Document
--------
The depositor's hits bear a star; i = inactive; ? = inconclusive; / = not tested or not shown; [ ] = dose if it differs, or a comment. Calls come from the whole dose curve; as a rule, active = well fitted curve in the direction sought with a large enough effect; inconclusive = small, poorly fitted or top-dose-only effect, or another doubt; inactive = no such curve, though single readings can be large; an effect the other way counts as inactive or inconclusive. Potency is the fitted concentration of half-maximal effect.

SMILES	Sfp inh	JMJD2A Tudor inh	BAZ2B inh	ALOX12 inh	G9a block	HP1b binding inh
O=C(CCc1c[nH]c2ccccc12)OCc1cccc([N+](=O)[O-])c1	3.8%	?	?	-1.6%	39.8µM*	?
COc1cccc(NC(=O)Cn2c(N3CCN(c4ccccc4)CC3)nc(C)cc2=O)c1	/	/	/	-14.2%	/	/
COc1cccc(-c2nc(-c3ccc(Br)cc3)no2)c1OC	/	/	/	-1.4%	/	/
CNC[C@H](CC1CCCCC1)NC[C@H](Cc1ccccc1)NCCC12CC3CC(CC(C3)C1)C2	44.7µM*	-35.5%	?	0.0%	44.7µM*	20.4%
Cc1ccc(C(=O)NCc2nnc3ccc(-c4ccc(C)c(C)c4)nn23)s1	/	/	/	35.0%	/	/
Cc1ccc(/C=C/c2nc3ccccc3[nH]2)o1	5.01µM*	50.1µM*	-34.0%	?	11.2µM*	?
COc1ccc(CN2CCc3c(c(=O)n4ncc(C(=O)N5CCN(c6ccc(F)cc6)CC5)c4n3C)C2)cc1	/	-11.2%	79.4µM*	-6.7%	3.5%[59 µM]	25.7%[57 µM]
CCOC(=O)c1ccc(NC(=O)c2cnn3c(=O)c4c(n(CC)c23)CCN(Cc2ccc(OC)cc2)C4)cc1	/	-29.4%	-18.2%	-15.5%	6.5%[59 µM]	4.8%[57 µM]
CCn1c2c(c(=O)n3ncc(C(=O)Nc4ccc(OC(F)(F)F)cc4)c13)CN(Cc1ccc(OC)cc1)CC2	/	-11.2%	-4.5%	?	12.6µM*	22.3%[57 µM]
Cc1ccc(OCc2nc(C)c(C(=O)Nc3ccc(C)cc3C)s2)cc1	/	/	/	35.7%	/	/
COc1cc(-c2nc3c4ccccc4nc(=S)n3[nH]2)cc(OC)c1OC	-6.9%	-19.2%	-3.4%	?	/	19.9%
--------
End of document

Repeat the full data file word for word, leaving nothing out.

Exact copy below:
The depositor's hits bear a star; i = inactive; ? = inconclusive; / = not tested or not shown; [ ] = dose if it differs, or a comment. Calls come from the whole dose curve; as a rule, active = well fitted curve in the direction sought with a large enough effect; inconclusive = small, poorly fitted or top-dose-only effect, or another doubt; inactive = no such curve, though single readings can be large; an effect the other way counts as inactive or inconclusive. Potency is the fitted concentration of half-maximal effect.

SMILES	Sfp inh	JMJD2A Tudor inh	BAZ2B inh	ALOX12 inh	G9a block	HP1b binding inh
O=C(CCc1c[nH]c2ccccc12)OCc1cccc([N+](=O)[O-])c1	3.8%	?	?	-1.6%	39.8µM*	?
COc1cccc(NC(=O)Cn2c(N3CCN(c4ccccc4)CC3)nc(C)cc2=O)c1	/	/	/	-14.2%	/	/
COc1cccc(-c2nc(-c3ccc(Br)cc3)no2)c1OC	/	/	/	-1.4%	/	/
CNC[C@H](CC1CCCCC1)NC[C@H](Cc1ccccc1)NCCC12CC3CC(CC(C3)C1)C2	44.7µM*	-35.5%	?	0.0%	44.7µM*	20.4%
Cc1ccc(C(=O)NCc2nnc3ccc(-c4ccc(C)c(C)c4)nn23)s1	/	/	/	35.0%	/	/
Cc1ccc(/C=C/c2nc3ccccc3[nH]2)o1	5.01µM*	50.1µM*	-34.0%	?	11.2µM*	?
COc1ccc(CN2CCc3c(c(=O)n4ncc(C(=O)N5CCN(c6ccc(F)cc6)CC5)c4n3C)C2)cc1	/	-11.2%	79.4µM*	-6.7%	3.5%[59 µM]	25.7%[57 µM]
CCOC(=O)c1ccc(NC(=O)c2cnn3c(=O)c4c(n(CC)c23)CCN(Cc2ccc(OC)cc2)C4)cc1	/	-29.4%	-18.2%	-15.5%	6.5%[59 µM]	4.8%[57 µM]
CCn1c2c(c(=O)n3ncc(C(=O)Nc4ccc(OC(F)(F)F)cc4)c13)CN(Cc1ccc(OC)cc1)CC2	/	-11.2%	-4.5%	?	12.6µM*	22.3%[57 µM]
Cc1ccc(OCc2nc(C)c(C(=O)Nc3ccc(C)cc3C)s2)cc1	/	/	/	35.7%	/	/
COc1cc(-c2nc3c4ccccc4nc(=S)n3[nH]2)cc(OC)c1OC	-6.9%	-19.2%	-3.4%	?	/	19.9%